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Stressed students determined to buy healthy foods

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BELLEVILLE (11/16/14) – Students at Loyalist College say they feel the pre-Christmas crunch at school. They say buying their food at school is more convenient. However, regardless of convenience, students are still going out of their way to buy healthier food from grocery stores. Photo by Greg Murphy.

By Greg Murphy [2]

BELLEVILLE – Loyalist College students try to eat healthier even when facing end of term stress, a QNetNews survey found.

This is contrary to a national American study saying the opposite is true.

Stress levels rise at Loyalist College at this time of year as students scramble to get their work done. With so much time devoted to classes and homework, eating well can take a back seat. But, at the cost of convenience, some students are still making the push to buy healthier foods from grocery stores off campus.

QNet News interviewed 12 students from different programs to find out where they buy their food and why during the hurly-burly pre-Christmas study grind. Most students said they buy food from the cafeteria for reasons of convenience during high stress periods. But all but one said they try to focus their food budgets on local grocery stores, citing reasons such as the availability of healthier food options and saving money.

A study written by Huntington University [3] students, Brittany Gower, Christina E. Hand and Zachariah K. Crooks called  The Relationship Between Stress and Eating in College Age Students [4], found there’s a clear relationship between school-related stress and eating behaviour in students. Gower, Hand, and Crooks wrote that people under stress are more inclined to eat junkier foods. They also wrote that nutritional needs change during times of high stress, and in order to cope, students should be supplementing their bodies with the necessary nutrients.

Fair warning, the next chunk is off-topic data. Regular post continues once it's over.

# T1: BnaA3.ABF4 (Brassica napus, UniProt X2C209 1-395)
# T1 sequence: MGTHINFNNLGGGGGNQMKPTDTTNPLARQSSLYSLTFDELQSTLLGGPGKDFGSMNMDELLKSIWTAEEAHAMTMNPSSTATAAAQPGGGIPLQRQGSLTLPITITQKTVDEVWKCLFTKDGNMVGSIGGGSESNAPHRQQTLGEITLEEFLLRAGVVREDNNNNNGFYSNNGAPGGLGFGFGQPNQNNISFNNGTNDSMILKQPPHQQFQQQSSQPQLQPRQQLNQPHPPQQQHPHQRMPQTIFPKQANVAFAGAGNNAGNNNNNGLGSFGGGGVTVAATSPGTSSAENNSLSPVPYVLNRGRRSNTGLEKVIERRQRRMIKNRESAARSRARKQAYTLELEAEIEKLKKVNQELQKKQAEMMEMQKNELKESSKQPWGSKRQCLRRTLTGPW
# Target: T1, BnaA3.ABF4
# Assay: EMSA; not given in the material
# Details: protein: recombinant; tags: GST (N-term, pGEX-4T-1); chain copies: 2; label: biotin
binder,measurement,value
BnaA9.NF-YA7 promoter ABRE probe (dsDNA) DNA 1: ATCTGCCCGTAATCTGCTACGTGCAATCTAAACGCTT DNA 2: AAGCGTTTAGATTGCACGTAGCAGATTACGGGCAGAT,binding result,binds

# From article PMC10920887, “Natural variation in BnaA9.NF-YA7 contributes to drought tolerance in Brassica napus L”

Lindsay Dunlop is a first year practical nursing student who lives off campus. She said she buys from the cafeteria often but will always try to buy her groceries in town.

“It’s more convenient to buy food here because when you go home you don’t have to make anything, you have it with you. Having said that, I’ll still try to shop at Walmart or the Independent because they have healthier options,” said Dunlop.

A typical grocery basket from Walmart will cost Dunlop between $60 and $100 a week. She also said she gets more for her dollar at the grocery store than what she buys at the college.

Ashley West, also a nursing student, said she likes to buy her meals from Subway, Tim Horton’s, and Miso Soup in the cafeteria. West said its easy to duck in and out of the cafeteria between classes because time is so short in her day and that she finds the price of food at Loyalist to be “fairly reasonable”.

“If you think about the noodles at Miso and factor in all the ingredients used to make it, it would probably cost pretty closely to the same as if you bought them at a grocery store,” she said.

West also buys groceries at FreshCo.

“I live off campus so I need groceries to eat when I’m not here. It’s a good thing because it prompts me to eat healthier, I guess,” said West.

First year chemical engineering student Dan Naum was the only student we interviewed who said he doesn’t normally grocery shop.

Naum said he normally buys poutine from Smoke’s Poutine on North Front Street, and food from Pizza Pizza, Tim Horton’s and Subway here at the college.

Convenience is important to Naum who said he doesn’t have time to shop for groceries.

“I’ll spend $100 easy on food every week. Yeah, it’s expensive, but I need the convenience,” he said.

The Loyalist College school nurse, Lauren Deans, said eating well is important for coping with stress.

“For the price that you pay for a pizza, you can buy a steak, a baked potato and green beans, and still have money left over,” said Deans.

Planning meals is also important, she said.

“On Tuesday, the bus goes to No Frills. Bring your grocery list and stick with it. When you get back you’ll have your meals for the week. That’s the best and least expensive thing you can do.”